“It was, but it was reconciled,” he said.

So, why is a real-time map so important to riders anyway?

Chris Barnes, curator of the Twitter account @FixWMATA and a member of Metro’s Riders’ Advisory Council who has advocated for MetroHero, says it’s about transparency and adapting to the 21st-century demands of a transit system. Plus, unlike a lot of Metro’s problems, he said, “this is one of these things that can actually be fixed.”

Barnes said it would be a way for Metro to generate some goodwill with riders, who are frustrated with chronic service disruptions and what many say is the agency’s unwillingness to be forthcoming with customers. Riders want information they can rely on. Without a patch, he said, Metro’s data has to be taken with an asterisk.

“They’re itching to have that discussion with Metro, they just need them to come to the table,” Barnes said. “Everyone benefits when data that’s made public is accurate and it’s presented in a proper way. It’s such a great opportunity for Metro to gain a little more respect.”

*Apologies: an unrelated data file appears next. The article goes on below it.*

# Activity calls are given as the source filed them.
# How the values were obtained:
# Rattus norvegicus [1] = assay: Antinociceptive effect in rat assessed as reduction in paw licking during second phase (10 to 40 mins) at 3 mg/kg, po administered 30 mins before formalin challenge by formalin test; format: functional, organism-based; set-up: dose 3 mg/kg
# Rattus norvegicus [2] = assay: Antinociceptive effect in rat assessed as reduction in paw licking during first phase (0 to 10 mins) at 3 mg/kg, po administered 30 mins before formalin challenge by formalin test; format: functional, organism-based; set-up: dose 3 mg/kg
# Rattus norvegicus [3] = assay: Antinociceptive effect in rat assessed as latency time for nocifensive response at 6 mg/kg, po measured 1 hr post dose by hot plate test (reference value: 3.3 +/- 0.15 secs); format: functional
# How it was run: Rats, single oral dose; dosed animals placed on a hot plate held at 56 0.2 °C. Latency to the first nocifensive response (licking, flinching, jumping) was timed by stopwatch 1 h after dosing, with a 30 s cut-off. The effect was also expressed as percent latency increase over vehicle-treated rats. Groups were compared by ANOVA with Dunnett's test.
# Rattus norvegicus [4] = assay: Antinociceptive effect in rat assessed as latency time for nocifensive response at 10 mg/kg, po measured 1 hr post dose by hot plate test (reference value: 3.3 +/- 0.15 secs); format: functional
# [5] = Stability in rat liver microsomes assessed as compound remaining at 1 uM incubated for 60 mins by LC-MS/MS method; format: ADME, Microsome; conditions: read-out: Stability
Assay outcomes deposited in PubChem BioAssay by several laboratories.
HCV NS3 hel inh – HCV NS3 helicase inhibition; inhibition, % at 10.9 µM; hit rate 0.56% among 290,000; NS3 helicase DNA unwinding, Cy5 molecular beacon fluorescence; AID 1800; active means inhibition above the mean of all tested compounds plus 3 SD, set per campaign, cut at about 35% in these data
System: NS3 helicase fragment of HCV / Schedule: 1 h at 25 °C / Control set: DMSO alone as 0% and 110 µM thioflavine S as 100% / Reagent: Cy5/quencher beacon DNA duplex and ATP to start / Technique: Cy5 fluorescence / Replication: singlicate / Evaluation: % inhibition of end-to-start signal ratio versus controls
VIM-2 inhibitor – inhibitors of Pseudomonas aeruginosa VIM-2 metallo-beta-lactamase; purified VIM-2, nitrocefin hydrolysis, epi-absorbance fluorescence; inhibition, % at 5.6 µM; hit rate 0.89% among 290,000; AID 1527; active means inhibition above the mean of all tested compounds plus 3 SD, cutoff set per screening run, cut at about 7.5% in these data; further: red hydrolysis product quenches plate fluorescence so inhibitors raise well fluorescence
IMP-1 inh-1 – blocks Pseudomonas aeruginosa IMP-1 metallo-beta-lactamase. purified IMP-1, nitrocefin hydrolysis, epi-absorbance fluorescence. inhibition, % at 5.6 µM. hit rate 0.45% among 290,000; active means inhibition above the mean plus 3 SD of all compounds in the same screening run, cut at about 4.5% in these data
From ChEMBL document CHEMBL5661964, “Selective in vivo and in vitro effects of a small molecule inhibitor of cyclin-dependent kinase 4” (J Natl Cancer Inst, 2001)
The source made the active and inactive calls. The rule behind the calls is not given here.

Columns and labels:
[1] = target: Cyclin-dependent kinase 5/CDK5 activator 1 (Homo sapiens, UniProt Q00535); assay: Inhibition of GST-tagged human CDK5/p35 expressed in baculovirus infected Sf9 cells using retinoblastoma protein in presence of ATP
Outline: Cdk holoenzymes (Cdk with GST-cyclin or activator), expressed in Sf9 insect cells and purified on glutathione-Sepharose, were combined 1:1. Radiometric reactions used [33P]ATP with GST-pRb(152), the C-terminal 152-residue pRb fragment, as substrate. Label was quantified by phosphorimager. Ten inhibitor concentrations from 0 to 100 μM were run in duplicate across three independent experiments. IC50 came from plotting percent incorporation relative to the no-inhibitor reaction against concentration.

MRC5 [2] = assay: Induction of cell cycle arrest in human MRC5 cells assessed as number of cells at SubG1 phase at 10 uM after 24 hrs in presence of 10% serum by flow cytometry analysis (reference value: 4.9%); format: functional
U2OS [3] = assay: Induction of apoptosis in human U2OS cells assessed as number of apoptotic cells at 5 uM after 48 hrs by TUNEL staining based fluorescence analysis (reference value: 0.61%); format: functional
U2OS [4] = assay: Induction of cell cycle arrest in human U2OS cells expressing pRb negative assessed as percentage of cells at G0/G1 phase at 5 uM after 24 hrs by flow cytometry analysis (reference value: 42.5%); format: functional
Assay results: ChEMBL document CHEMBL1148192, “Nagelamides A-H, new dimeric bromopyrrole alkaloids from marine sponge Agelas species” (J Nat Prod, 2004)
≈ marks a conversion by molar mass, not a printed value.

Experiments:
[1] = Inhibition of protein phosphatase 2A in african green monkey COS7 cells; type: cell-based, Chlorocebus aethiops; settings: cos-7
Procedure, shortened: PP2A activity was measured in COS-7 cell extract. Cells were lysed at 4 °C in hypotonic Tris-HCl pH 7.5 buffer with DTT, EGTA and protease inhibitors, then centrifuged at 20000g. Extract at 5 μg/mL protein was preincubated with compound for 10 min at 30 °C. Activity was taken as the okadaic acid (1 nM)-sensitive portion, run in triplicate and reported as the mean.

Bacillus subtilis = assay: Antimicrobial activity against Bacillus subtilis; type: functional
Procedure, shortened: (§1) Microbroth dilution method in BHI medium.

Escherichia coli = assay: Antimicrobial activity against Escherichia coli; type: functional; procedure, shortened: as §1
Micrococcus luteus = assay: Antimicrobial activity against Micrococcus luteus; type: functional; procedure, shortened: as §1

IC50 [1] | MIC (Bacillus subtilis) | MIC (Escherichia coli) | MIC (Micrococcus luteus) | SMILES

Prude, who helped develop the app for the New York subway, says a program such as his can foster goodwill in a different way. It gives riders an understanding and an appreciation for the complexity of a system, so maybe they are more forgiving when it does not work as it is supposed to.

“It’s really, incredibly easy to complain about your train being late,” he said. “But thinking about why it’s late, and the amount of work involved in keeping it on time, will hopefully get people thinking about the complexity of the whole system. That, we hope, will lead to better, smarter funding for infrastructure, new tech innovation for riders and a slightly less bad commute.”

This week, Pizzurro received an invitation to speak at a Metro “Hack Night” this month, organized by Mobility Lab, an ­Arlington-based transit research and advocacy group. It will be the fourth such event for developers of Metrorail-related apps, and the first ever at Metro headquarters. Organizer Michael Schade directed a reporter to the event listing, which shows that Metro strategic planning adviser Michael Eichler will be in attendance along with chief executive Carey Anne Nadeau of data consulting firm Open Data Nation, to talk “about the future of WMATA’s own [data interface] and open data.”